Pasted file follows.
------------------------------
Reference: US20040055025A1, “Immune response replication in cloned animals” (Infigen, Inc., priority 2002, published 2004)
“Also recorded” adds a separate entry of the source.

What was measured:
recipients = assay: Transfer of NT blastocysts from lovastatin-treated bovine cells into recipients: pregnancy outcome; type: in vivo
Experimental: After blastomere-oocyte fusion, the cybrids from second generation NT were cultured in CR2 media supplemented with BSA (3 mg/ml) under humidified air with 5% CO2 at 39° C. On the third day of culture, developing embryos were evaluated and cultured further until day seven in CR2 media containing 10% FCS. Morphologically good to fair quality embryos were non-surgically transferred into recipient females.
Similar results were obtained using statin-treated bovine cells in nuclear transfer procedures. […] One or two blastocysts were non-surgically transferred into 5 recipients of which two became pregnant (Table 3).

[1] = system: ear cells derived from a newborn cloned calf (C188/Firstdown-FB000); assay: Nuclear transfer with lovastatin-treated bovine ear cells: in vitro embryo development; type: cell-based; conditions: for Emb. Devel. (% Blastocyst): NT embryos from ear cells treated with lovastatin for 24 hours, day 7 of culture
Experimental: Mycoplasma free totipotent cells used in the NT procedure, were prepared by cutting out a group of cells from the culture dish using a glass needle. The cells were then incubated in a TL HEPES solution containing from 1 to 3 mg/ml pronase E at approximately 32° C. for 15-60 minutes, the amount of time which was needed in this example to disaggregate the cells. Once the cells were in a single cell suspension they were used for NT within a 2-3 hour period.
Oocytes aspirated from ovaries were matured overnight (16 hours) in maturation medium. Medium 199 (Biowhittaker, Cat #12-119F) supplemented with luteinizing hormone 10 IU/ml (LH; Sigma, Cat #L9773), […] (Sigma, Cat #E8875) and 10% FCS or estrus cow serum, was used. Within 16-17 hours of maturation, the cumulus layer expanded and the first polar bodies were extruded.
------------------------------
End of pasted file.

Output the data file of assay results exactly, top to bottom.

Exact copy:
Reference: US20040055025A1, “Immune response replication in cloned animals” (Infigen, Inc., priority 2002, published 2004)
“Also recorded” adds a separate entry of the source.

What was measured:
recipients = assay: Transfer of NT blastocysts from lovastatin-treated bovine cells into recipients: pregnancy outcome; type: in vivo
Experimental: After blastomere-oocyte fusion, the cybrids from second generation NT were cultured in CR2 media supplemented with BSA (3 mg/ml) under humidified air with 5% CO2 at 39° C. On the third day of culture, developing embryos were evaluated and cultured further until day seven in CR2 media containing 10% FCS. Morphologically good to fair quality embryos were non-surgically transferred into recipient females.
Similar results were obtained using statin-treated bovine cells in nuclear transfer procedures. […] One or two blastocysts were non-surgically transferred into 5 recipients of which two became pregnant (Table 3).

[1] = system: ear cells derived from a newborn cloned calf (C188/Firstdown-FB000); assay: Nuclear transfer with lovastatin-treated bovine ear cells: in vitro embryo development; type: cell-based; conditions: for Emb. Devel. (% Blastocyst): NT embryos from ear cells treated with lovastatin for 24 hours, day 7 of culture
Experimental: Mycoplasma free totipotent cells used in the NT procedure, were prepared by cutting out a group of cells from the culture dish using a glass needle. The cells were then incubated in a TL HEPES solution containing from 1 to 3 mg/ml pronase E at approximately 32° C. for 15-60 minutes, the amount of time which was needed in this example to disaggregate the cells. Once the cells were in a single cell suspension they were used for NT within a 2-3 hour period.
Oocytes aspirated from ovaries were matured overnight (16 hours) in maturation medium. Medium 199 (Biowhittaker, Cat #12-119F) supplemented with luteinizing hormone 10 IU/ml (LH; Sigma, Cat #L9773), […] (Sigma, Cat #E8875) and 10% FCS or estrus cow serum, was used. Within 16-17 hours of maturation, the cumulus layer expanded and the first polar bodies were extruded.